Hello from sunny Easton! The sun is shining brightly this morning as children gather at Shovel Shop Pond for the annual Easton Lions Club Fishing Derby. Hopefully the fish will cooperate and provide fun and fodder for some good fishing stories and memories for these young outdoors boys and girls.
This week we venture back into the wilds of the area once known as “Poquanticut” as we take a look at Poquanticut Avenue yesterday and today. The road was accepted by the Town in 1763, and probably began life as a cart path as early as the 1750’s when there was a need to connect the early foundry industry at Furnace Village with supplies of bog iron and charcoal makers to the north and east of the village. The 1825 map of Easton clearly shows a well-developed road with a handful of houses stretched out along its path. One of these houses was built by the Harlow family before 1825. Called the Tisdale Harlow farm, the house was probably built by Reuben Harlow (1773-1823) who married Hannah Fuller before 1800. When their son Tisdale Harlow (1804-1883) was born there were two older siblings, so it is likely that the main portion of the house was built by that time. Following Reuben’s death, the house and farm were inhabited by Tisdale, then his son Tisdale Jesse Harlow (1860-1927). His son Tisdale Harlow (1904-1986) whom I knew for many years, told me that his great-grandfather Reuben built the old farm house on Poquanticut Avenue. The various maps of Easton (1825, 1855, 1871, 1886) all attach the name Harlow to the property. The 1895 map changes the name to William McLeod, who purchased the farm from the Harlow family and later sold it to the Wilbur family, who still owns and runs a farming operation there. When I was a kid in the 1960’s, the farm was called Clover Valley Farm, and was an active dairy farm for many years prior. I also remember a small meat packing plant there for a few years. Today, after a number of years boarding horses and operating a riding stable, the farm has returned to its roots with a herd of cattle populating the fields along Poquanticut Avenue and Chestnut Street.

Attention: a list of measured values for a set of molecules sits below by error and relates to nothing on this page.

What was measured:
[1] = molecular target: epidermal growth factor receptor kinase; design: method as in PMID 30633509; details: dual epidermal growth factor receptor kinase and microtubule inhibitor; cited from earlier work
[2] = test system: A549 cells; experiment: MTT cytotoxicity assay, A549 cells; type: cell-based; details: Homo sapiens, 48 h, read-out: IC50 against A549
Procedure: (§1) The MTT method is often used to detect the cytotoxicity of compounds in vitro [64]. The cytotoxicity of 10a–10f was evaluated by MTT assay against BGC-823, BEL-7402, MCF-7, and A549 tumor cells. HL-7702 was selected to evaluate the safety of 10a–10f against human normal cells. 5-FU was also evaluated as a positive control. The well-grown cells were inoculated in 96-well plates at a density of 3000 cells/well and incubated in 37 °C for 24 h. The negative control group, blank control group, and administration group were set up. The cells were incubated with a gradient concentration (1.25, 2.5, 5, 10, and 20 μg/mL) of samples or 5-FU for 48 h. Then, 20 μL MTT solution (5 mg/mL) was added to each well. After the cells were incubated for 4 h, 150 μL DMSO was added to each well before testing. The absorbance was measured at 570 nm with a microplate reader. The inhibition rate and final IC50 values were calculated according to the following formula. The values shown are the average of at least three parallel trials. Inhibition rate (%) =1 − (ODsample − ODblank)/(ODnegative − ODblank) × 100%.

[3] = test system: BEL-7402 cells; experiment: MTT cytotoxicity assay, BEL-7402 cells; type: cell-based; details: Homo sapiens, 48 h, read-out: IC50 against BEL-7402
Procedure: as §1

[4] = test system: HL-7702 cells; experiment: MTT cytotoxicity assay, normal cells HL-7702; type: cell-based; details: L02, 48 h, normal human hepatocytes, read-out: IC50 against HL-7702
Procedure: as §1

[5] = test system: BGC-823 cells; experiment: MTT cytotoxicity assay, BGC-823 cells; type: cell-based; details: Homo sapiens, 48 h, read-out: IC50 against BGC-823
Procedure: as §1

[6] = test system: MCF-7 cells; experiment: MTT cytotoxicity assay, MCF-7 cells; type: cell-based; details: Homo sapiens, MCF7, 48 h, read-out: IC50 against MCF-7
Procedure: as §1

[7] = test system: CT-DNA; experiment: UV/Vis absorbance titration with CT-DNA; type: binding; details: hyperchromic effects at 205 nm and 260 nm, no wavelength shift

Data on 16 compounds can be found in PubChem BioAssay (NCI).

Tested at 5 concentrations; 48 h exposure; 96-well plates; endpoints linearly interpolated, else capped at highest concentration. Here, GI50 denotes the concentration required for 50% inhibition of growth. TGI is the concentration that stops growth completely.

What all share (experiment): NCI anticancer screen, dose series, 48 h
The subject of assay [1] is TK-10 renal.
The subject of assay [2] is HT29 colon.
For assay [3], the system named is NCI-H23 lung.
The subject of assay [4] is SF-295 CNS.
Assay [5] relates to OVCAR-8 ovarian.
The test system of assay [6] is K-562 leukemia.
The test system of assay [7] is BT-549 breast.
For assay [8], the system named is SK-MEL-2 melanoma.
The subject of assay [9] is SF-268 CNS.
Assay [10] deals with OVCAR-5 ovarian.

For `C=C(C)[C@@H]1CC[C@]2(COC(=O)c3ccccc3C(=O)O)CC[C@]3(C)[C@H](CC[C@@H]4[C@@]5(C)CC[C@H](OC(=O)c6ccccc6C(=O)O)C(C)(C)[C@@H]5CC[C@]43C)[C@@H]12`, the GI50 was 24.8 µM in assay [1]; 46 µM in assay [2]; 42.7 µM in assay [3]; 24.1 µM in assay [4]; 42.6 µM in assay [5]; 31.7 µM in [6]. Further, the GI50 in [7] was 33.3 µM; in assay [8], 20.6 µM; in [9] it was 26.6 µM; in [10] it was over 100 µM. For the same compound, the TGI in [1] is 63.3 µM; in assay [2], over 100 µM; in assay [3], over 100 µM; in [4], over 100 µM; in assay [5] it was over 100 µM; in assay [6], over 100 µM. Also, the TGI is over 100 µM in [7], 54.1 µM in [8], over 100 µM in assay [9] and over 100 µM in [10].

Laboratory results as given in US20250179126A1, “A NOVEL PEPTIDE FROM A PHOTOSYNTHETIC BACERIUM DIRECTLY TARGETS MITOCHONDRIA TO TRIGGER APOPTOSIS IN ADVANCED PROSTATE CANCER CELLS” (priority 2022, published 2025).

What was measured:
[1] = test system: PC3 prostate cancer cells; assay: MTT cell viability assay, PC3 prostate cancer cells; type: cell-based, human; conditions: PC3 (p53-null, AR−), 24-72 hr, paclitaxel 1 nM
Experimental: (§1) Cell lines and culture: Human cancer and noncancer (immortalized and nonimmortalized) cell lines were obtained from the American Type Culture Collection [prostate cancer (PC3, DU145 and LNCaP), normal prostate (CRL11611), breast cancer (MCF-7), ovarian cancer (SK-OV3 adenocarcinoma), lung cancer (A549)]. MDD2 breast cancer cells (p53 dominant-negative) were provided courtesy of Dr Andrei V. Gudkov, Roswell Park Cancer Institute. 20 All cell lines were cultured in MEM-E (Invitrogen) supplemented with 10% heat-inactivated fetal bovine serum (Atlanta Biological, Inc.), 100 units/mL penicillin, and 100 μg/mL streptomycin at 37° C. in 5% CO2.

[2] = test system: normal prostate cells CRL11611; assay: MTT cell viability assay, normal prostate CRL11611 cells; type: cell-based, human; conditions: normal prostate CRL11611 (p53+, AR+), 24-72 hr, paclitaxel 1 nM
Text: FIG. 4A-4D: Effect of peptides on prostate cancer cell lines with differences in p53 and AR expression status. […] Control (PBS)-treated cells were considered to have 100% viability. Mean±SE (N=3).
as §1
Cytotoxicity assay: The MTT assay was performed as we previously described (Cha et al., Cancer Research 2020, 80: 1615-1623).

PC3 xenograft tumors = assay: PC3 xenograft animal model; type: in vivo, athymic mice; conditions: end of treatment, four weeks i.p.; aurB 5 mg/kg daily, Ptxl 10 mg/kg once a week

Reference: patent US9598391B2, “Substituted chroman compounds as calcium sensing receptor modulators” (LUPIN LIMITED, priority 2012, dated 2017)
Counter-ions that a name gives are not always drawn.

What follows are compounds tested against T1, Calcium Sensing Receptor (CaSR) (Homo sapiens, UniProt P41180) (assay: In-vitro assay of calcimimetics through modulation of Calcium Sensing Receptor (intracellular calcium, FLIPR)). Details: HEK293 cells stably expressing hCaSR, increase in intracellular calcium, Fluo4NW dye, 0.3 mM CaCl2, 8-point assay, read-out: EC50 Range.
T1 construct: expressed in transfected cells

This photo, taken before 1900, looks towards Chestnut Street which lurks just behind the barn. You can see the farmhouse on the right, and the dairy barn on the left. Dead center are two small storage buildings. Although they appear to be in the middle of the road, they are not, as the road takes a hard corner directly in front of them. One gets a good feel for the rural life in Easton that once permeated much of the Town. Picture, if you will, George White and his band of thieves galloping through here on a raid, or returning to their nearby hideout with stolen goods, through an area that was sparsely populated and already had a poor reputation. Picture if you will one hundred years later when men in cars, disguised in robes, drove their cars through here and the back roads of Mansfield in the years before the Great Depression. Their “hideout” was not far away either.
Today this area retains much of its rural beauty. The farmhouse is partially hidden on the right by growth along the road, but farmyards and fields on both sides of the road are evident that farming still proudly takes place there by hard-working people. The old dairy barn and a silo stand on the left, and you can see the later long addition to the barn as well. The two old buildings in the center were replaced by a cement block building in the 1950’s. That bend in the road caused a few headaches over the years as cars would not navigate the turn and run into the buildings. When the cement garage was built, several cars ran into the corner of the building, prompting the family to place a large boulder there. Unfortunately, at least one car hit the boulder so hard that it was pushed into the corner of the building. The farm continues nonetheless, and it is the last vestige of the many farms that once populated Easton. Hopefully that will continue for many more years to come.
Until next time, stay well,
Curator: Frank Meninno